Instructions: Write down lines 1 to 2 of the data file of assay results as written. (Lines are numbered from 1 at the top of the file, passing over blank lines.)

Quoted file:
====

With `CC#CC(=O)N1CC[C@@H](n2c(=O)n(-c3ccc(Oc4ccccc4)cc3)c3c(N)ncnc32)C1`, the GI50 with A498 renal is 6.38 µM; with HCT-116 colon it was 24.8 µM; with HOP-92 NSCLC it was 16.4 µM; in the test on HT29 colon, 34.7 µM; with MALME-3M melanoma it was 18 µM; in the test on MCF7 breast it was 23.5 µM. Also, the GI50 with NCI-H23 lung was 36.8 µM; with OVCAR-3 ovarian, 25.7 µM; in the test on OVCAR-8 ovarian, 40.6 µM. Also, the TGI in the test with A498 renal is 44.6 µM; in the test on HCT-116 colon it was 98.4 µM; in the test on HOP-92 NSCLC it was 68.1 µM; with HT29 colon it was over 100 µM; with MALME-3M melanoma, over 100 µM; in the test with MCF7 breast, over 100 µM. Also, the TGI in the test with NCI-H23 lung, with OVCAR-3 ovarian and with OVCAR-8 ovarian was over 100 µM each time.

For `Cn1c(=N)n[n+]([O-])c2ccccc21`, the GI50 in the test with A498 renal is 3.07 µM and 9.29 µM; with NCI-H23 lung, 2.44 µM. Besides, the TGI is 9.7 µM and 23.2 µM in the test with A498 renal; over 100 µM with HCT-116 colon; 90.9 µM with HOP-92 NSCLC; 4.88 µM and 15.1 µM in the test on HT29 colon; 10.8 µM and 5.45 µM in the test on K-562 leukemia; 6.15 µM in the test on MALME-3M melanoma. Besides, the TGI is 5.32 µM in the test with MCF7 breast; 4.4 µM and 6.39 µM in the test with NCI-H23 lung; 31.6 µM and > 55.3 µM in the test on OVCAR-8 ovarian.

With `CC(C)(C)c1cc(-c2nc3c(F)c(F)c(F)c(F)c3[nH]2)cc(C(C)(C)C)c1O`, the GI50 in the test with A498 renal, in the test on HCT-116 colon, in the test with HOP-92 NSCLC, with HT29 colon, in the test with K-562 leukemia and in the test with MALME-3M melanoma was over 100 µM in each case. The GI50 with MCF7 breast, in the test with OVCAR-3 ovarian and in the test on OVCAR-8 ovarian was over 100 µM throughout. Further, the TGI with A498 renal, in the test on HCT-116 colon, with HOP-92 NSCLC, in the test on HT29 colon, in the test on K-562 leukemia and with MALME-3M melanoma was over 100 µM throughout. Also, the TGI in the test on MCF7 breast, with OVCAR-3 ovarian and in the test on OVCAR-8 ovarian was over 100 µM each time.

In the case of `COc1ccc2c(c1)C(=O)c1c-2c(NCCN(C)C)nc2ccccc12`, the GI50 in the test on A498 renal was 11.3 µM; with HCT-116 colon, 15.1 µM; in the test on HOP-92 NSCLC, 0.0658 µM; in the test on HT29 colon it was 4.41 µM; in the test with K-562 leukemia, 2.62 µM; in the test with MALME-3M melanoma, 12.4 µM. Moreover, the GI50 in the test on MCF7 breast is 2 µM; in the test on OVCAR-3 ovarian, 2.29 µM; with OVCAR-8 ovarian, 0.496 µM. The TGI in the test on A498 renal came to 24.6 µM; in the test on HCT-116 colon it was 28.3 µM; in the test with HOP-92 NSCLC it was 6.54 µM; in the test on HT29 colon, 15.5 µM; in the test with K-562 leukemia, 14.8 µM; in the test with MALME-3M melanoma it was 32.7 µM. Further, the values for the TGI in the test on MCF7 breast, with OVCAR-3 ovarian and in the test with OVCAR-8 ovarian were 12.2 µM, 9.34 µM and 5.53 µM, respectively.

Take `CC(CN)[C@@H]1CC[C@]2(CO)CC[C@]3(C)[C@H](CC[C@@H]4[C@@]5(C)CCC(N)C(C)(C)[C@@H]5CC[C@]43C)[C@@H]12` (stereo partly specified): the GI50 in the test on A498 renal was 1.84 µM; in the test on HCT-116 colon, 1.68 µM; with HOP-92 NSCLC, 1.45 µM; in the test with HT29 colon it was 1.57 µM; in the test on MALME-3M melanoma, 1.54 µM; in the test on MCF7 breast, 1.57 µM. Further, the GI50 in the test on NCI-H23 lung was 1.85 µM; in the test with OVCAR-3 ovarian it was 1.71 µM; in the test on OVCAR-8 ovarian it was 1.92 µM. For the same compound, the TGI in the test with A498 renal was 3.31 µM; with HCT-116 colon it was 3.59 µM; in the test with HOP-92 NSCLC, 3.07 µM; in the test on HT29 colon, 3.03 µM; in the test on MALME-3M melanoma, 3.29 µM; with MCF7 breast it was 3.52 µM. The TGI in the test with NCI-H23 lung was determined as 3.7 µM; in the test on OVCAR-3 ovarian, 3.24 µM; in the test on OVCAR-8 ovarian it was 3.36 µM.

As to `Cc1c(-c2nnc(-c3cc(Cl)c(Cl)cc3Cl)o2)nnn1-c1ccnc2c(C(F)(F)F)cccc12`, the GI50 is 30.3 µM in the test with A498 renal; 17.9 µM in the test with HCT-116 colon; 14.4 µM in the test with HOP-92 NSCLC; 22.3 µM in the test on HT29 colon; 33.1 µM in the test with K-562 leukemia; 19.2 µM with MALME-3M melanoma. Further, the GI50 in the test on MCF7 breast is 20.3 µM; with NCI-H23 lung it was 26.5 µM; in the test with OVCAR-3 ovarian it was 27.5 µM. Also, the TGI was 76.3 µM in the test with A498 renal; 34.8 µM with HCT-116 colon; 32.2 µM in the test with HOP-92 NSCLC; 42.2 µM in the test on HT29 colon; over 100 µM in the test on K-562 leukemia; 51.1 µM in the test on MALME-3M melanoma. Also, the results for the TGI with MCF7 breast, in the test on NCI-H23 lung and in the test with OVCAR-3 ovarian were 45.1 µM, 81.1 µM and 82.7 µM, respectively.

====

With `CC#CC(=O)N1CC[C@@H](n2c(=O)n(-c3ccc(Oc4ccccc4)cc3)c3c(N)ncnc32)C1`, the GI50 with A498 renal is 6.38 µM; with HCT-116 colon it was 24.8 µM; with HOP-92 NSCLC it was 16.4 µM; in the test on HT29 colon, 34.7 µM; with MALME-3M melanoma it was 18 µM; in the test on MCF7 breast it was 23.5 µM. Also, the GI50 with NCI-H23 lung was 36.8 µM; with OVCAR-3 ovarian, 25.7 µM; in the test on OVCAR-8 ovarian, 40.6 µM. Also, the TGI in the test with A498 renal is 44.6 µM; in the test on HCT-116 colon it was 98.4 µM; in the test on HOP-92 NSCLC it was 68.1 µM; with HT29 colon it was over 100 µM; with MALME-3M melanoma, over 100 µM; in the test with MCF7 breast, over 100 µM. Also, the TGI in the test with NCI-H23 lung, with OVCAR-3 ovarian and with OVCAR-8 ovarian was over 100 µM each time.

For `Cn1c(=N)n[n+]([O-])c2ccccc21`, the GI50 in the test with A498 renal is 3.07 µM and 9.29 µM; with NCI-H23 lung, 2.44 µM. Besides, the TGI is 9.7 µM and 23.2 µM in the test with A498 renal; over 100 µM with HCT-116 colon; 90.9 µM with HOP-92 NSCLC; 4.88 µM and 15.1 µM in the test on HT29 colon; 10.8 µM and 5.45 µM in the test on K-562 leukemia; 6.15 µM in the test on MALME-3M melanoma. Besides, the TGI is 5.32 µM in the test with MCF7 breast; 4.4 µM and 6.39 µM in the test with NCI-H23 lung; 31.6 µM and > 55.3 µM in the test on OVCAR-8 ovarian.